What is Slime Mold

And What Should I do About it


Over time, many things start to grow mold if left out. We’ve witnessed this process on certain foods, but what about on things that are always out—like our lawn? There are different varieties of slime mold that grows on grass. It’s not as bad as it looks, but there are still ways to deal with it.

Signs of Slime Mold

Looking out across your lawn, you may notice dark patches. A closer look may reveal a substance of another color. Slime mold spores range from light cream and pink to a more orange, red, or blue hue. While the organism may not look appealing, it’s actually beneficial to your yard. The mold creeps along leaf blades in moist, warm conditions, eating dead organic matter, bacteria, and even other molds. It doesn’t damage grass, but most people remove it because of its appearance.

How Did it Get There

Slime mold spores are transported to grass in the wind. If there’s moisture in warm air, spores bloom and reproduce, creating patches up to six inches across. Mold spores can stick around for many years and continue to come and go in certain conditions. Heavy rains may break up the patch, but it also spreads the spores. The best conditions for mold include:

  • Grass with plenty of organic material or thick thatch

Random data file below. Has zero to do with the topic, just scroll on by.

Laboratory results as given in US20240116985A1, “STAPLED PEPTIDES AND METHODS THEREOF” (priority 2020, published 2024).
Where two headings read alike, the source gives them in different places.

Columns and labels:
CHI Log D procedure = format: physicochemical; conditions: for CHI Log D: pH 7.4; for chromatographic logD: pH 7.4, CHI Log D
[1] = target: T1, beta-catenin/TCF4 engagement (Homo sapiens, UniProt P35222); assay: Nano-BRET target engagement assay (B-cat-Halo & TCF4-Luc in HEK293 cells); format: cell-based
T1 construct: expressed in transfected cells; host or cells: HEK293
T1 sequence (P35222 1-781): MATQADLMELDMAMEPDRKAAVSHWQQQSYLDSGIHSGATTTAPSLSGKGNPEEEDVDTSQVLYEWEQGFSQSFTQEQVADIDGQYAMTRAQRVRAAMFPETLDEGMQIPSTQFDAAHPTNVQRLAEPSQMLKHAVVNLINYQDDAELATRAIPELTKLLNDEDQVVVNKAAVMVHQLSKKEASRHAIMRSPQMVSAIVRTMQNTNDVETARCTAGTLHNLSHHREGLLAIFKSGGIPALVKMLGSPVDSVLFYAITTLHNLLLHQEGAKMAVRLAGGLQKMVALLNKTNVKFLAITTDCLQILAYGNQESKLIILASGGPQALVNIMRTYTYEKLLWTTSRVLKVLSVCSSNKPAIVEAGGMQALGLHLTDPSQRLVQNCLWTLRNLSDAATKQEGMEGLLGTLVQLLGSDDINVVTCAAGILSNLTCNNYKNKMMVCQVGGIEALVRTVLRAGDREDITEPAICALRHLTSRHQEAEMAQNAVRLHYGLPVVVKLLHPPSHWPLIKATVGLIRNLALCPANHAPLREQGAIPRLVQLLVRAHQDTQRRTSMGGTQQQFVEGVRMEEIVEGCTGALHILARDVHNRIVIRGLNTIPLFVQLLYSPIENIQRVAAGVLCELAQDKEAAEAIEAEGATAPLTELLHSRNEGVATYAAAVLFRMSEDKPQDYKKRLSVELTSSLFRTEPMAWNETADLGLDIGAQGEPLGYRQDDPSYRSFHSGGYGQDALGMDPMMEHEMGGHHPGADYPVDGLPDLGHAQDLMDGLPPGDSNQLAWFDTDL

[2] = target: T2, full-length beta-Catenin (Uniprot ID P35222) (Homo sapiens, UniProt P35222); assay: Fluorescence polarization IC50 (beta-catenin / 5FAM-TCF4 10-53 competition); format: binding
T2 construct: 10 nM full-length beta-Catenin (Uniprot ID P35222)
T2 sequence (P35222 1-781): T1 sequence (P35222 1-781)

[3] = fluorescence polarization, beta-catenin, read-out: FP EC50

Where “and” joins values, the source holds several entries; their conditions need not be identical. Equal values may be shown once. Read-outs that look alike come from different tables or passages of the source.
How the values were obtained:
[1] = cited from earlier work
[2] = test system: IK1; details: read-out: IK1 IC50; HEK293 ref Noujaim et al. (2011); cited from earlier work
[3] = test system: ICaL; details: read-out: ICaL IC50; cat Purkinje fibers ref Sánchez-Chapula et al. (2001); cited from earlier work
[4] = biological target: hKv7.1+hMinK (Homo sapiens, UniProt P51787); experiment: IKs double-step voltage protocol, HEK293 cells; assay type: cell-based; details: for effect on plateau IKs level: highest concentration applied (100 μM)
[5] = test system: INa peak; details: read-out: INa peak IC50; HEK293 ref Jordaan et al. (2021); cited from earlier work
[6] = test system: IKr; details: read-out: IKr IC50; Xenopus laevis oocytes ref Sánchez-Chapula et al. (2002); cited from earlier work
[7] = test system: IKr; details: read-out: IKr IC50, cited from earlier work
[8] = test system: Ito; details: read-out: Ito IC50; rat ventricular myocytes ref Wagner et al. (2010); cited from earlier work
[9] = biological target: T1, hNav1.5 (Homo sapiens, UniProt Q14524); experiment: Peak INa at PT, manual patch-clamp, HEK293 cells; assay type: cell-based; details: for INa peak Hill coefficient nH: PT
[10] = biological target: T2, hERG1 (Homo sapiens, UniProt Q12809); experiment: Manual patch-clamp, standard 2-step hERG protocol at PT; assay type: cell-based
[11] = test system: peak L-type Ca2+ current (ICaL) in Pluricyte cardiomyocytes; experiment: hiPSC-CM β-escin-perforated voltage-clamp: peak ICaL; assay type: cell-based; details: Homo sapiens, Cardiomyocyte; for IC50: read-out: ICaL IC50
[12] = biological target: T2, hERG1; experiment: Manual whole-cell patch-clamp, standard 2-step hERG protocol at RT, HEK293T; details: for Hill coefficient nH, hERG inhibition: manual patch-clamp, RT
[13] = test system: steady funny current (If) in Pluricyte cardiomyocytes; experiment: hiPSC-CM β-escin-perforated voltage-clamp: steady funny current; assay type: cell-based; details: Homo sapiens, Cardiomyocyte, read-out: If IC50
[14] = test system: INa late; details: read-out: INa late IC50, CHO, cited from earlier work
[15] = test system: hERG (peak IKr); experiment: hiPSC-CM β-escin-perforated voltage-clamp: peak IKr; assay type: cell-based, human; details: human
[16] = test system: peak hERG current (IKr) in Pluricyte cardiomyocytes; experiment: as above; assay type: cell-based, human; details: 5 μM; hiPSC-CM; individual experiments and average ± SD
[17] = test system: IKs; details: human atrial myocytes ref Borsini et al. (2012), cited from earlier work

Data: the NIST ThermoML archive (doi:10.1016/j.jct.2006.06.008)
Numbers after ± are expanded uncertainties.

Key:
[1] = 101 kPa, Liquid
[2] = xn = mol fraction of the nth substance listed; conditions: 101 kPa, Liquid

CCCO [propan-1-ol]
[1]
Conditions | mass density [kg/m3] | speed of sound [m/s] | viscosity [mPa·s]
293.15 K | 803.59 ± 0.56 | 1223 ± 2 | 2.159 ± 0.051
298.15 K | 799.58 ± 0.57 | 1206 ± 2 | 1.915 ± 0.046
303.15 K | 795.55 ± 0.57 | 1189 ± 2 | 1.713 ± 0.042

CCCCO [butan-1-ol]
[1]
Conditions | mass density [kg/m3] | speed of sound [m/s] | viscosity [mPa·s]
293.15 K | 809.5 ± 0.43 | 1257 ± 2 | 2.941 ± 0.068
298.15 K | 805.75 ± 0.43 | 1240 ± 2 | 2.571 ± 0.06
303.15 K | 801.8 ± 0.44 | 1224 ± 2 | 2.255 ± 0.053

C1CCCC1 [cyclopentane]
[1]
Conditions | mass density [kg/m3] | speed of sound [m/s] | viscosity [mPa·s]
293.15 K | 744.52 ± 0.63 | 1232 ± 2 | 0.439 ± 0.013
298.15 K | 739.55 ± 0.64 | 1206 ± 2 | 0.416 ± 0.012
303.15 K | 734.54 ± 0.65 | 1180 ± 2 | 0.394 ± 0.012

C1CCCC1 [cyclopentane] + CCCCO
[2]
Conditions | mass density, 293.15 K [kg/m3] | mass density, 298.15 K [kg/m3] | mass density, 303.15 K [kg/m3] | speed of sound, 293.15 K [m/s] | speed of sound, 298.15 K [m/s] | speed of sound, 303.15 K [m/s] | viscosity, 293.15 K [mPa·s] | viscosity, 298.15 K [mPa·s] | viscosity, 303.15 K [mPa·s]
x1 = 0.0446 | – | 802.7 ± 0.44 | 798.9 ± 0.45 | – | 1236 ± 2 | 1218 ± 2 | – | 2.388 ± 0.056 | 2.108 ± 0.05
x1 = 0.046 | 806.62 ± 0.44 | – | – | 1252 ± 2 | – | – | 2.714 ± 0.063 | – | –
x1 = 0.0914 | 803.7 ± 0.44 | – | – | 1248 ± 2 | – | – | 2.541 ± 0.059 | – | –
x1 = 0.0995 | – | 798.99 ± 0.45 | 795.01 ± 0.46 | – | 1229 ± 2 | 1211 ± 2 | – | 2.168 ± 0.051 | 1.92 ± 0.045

• Moist soil
  • Cool nights and warm days
  • Temperatures between 50 and 80 degrees

Treating Slime Mold

This type of mold is different than a turfgrass disease like rust. Other than the appearance, slime mold is actually good for your lawn. The spores help clear up bacteria, bad fungal spores, and other organic matter on your lawn—leading to healthier turf.

If you don’t like how it looks, it’s easy to rake off the grass blades, wipe off with a broom, or just mow it away. Fungicide treatment is not effective, so not recommended to control the spores.

If you have any other questions about slime mold and what it’s doing to your lawn, contact Cardinal Lawns for more information.

Lawn Disease Guide

Download Your FREE Lawn Disease Guide

Even the most manicured landscapes are susceptible to lawn disease. Take some time to learn about identification and removal before one takes over your lawn. This handy guide teaches you how to spot common lawn diseases as well as how to properly treat them.